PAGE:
Sorry, that was a mis-reading on my part. Powell says that Brown was living in Hardin County, practicing law in Elizabethtown prior to the war. When he moved to Henderson is a matter of great confusion. Even the article here states that he moved to Henderson after the Civil War. Perhaps an email to the Centre College archivist could shed some light on this. They keep really good records on their notable alumni. Spacini (talk) 19:33, 21 March 2011 (UTC)
Hmm, hadn't realized that the article contradicted Stovepipe Johnson's account until you pointed it out. That the time and circumstances of his move to Henderson are unclear might be enough to relieve the heartburn of the reviewer questioning his wartime activities. The fact is that we don't really know what he was up to during the war, but we're pretty sure he didn't enlist. It promises to be a busy week, but maybe I'll have time to squeeze in a query to the Centre archivist.
Is the Powell source you are referring to the same on that is in the bibliography of the article? I got that one at my local library when I first started working on this article, but haven't consulted it recently. Acdixon (talk contribs count) 20:27, 21 March 2011 (UTC)
Yes. Spacini (talk) 23:19, 21 March 2011 (UTC)

Invitation to join WikiProject United States[edit]

Flag of the United States.svg

Hello, Spacini! WikiProject United States, an outreach effort supporting development of United States related articles in Wikipedia, has recently been restarted after a long period of inactivity. As a user who has shown an interest in United States related topics we wanted to invite you to join us in developing content relating to the United States. If you are interested please add your Username and area of interest to the members page here. Thank you!!!

--Kumioko (talk) 03:37, 5 January 2011 (UTC)

Welcome to the project and please let me know if you haev any comments, questions or suggestions. --Kumioko (talk) 23:14, 5 January 2011 (UTC)

US National Archives collaboration[edit]

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United States National Archives WikiProject
Would you like to help improve Wikipedia's coverage of topics related to the National Archives and its incredible collection? This summer, the National Archives—which houses some of America's most important historical documents—is hosting me as its Wikipedian in Residence, and I have created WP:NARA to launch these efforts.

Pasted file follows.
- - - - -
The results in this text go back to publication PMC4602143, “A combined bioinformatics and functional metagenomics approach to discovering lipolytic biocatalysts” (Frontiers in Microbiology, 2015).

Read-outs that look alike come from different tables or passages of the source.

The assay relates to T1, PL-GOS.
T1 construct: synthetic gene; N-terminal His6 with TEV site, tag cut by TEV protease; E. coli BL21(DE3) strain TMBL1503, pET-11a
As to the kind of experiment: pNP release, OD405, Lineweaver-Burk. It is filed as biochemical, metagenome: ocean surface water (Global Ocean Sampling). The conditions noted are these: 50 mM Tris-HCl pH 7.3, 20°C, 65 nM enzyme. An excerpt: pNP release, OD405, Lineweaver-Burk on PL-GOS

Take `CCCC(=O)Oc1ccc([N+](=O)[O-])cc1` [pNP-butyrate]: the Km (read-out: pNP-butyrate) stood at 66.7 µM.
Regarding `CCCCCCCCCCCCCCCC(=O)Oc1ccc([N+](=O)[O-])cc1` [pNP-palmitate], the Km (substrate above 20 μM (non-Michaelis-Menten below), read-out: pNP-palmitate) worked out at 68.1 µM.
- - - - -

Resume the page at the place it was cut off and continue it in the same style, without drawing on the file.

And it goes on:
There are all sorts of tasks available for any type of editor, whether you're a writer, organizer, gnome, coder, or image guru. The National Archives is making its resources available to Wikipedia, so help us forge this important relationship! Please sign up and introduce yourself. Dominic·t 15:22, 22 June 2011 (UTC)

WikiProject Kentucky[edit]

Good Job on getting the Governor featured. I just noticed you left a discussion comment on the WikiProject Kentucky's talk page. Someone recently suggested to me that it might be beneficial for WPKentucky, Lousiville and the Coal Fields task force to be added to the supported projects list of WikiProject United States. I left a discussion about it on the projects talk page but there hasn't been any comment yet. Normally I take this as consent but since you left the comment I thought I would ask you for your take on the suggestion because I don't want to do anything that isn't wanted by the members of the project. I appreciate any input. --Kumioko (talk) 14:50, 1 September 2011 (UTC)

Go for it! (Incidentally, I had nothing to do with the Gov Beckham article. It was largely the work of Acdixon.) Spacini (talk) 01:43, 2 September 2011 (UTC)

American Civil War Articles[edit]

Spacini,

Subject: American Civil War Articles.

I've noticed you've done many articles concerning the "American Civil War" with a single reference of "A Compendium of the War of the Rebellion" (1908) by Frederick Henry Dyer. It may be in the public domain since it was published in 1908, while my point being is that the body of text of each article seems to be confusing to the average reader. If I may list my points which seem to be wrong with these articles:

  1. The articles are not properly formatted into proper sentences and not much detail.
  2. They are unreferenced, unsourced and is only being supported by the above source. Which of course could be challenged.
  3. The information, such as the sentences (places, battles, years, etc) seem to run into each other.
  4. Regiments, Units, etc, appear from one place and date to another place and date somewhere else magically without the details of what happened in that period of time.
  5. There could be more thing's wrong with them unfortunately, my brain is a little slow of a morning.

In my opinion, if you go back to the articles you've written and made the grammer, punctuation and sentences, references (and sources) appear you've taken a really long good effort to make it into a good article such as "B class" which at WikiProject Military History, we encourage Users to do good articles. Please don't be offended, would like you to be aware that it is a concern. Adamdaley (talk) 23:02, 11 December 2011 (UTC)

Thanks for your detailed response on this matter at Milhist. I have thrown the topic open to further ideas, as it seems now that this huge number of related articles has been brought to our attention, it seems as good a time as ever to discuss their development from stubs to higher quality articles, where possible. I am sure there is potential for many an A-class, GA and FA article in there, depending on the involvement some regiments had in the war, e.g. 20th Maine being just one example of a really involved Union regiment. If you wish to discuss any ideas or comment on the proposal I raised, please see WT:MILHIST#ACW regimental articles for details. Cheers, Ma®©usBritish [Chat • RFF] 06:45, 13 December 2011 (UTC)

Researcher's Barnstar[edit]

Barnstar quill.png Researcher's Barnstar
For finding information that I'd been pulling my hair out over its unfindability, specifically the date of birth for Terry McCarthy (racing driver). Many thanks! - The Bushranger One ping only 18:07, 6 June 2012 (UTC)

Welcome to our little corner of WP![edit]